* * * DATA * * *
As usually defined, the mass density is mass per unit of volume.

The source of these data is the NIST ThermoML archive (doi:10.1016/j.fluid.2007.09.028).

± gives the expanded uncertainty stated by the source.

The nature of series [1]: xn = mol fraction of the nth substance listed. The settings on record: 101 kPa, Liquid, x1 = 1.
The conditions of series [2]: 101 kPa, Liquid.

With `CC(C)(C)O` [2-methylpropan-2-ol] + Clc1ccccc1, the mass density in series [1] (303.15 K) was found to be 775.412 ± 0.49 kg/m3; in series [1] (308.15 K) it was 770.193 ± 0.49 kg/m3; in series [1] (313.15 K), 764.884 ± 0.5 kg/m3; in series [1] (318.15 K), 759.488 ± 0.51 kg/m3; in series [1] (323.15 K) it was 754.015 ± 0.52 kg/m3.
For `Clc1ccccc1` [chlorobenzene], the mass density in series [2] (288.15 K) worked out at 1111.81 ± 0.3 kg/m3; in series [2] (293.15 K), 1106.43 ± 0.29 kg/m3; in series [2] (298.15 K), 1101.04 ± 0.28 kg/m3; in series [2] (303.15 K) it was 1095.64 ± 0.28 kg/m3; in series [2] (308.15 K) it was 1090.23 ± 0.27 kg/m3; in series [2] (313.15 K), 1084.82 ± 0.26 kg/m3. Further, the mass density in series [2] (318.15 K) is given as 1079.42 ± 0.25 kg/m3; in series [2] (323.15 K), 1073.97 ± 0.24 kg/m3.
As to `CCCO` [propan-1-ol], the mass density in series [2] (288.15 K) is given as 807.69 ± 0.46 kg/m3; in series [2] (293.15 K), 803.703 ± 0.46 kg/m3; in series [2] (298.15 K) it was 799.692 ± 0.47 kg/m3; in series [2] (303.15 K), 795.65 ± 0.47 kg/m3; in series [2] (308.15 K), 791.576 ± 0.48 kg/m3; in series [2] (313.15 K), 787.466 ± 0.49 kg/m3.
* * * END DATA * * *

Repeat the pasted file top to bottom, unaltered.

As usually defined, the mass density is mass per unit of volume.

The source of these data is the NIST ThermoML archive (doi:10.1016/j.fluid.2007.09.028).

± gives the expanded uncertainty stated by the source.

The nature of series [1]: xn = mol fraction of the nth substance listed. The settings on record: 101 kPa, Liquid, x1 = 1.
The conditions of series [2]: 101 kPa, Liquid.

With `CC(C)(C)O` [2-methylpropan-2-ol] + Clc1ccccc1, the mass density in series [1] (303.15 K) was found to be 775.412 ± 0.49 kg/m3; in series [1] (308.15 K) it was 770.193 ± 0.49 kg/m3; in series [1] (313.15 K), 764.884 ± 0.5 kg/m3; in series [1] (318.15 K), 759.488 ± 0.51 kg/m3; in series [1] (323.15 K) it was 754.015 ± 0.52 kg/m3.
For `Clc1ccccc1` [chlorobenzene], the mass density in series [2] (288.15 K) worked out at 1111.81 ± 0.3 kg/m3; in series [2] (293.15 K), 1106.43 ± 0.29 kg/m3; in series [2] (298.15 K), 1101.04 ± 0.28 kg/m3; in series [2] (303.15 K) it was 1095.64 ± 0.28 kg/m3; in series [2] (308.15 K) it was 1090.23 ± 0.27 kg/m3; in series [2] (313.15 K), 1084.82 ± 0.26 kg/m3. Further, the mass density in series [2] (318.15 K) is given as 1079.42 ± 0.25 kg/m3; in series [2] (323.15 K), 1073.97 ± 0.24 kg/m3.
As to `CCCO` [propan-1-ol], the mass density in series [2] (288.15 K) is given as 807.69 ± 0.46 kg/m3; in series [2] (293.15 K), 803.703 ± 0.46 kg/m3; in series [2] (298.15 K) it was 799.692 ± 0.47 kg/m3; in series [2] (303.15 K), 795.65 ± 0.47 kg/m3; in series [2] (308.15 K), 791.576 ± 0.48 kg/m3; in series [2] (313.15 K), 787.466 ± 0.49 kg/m3.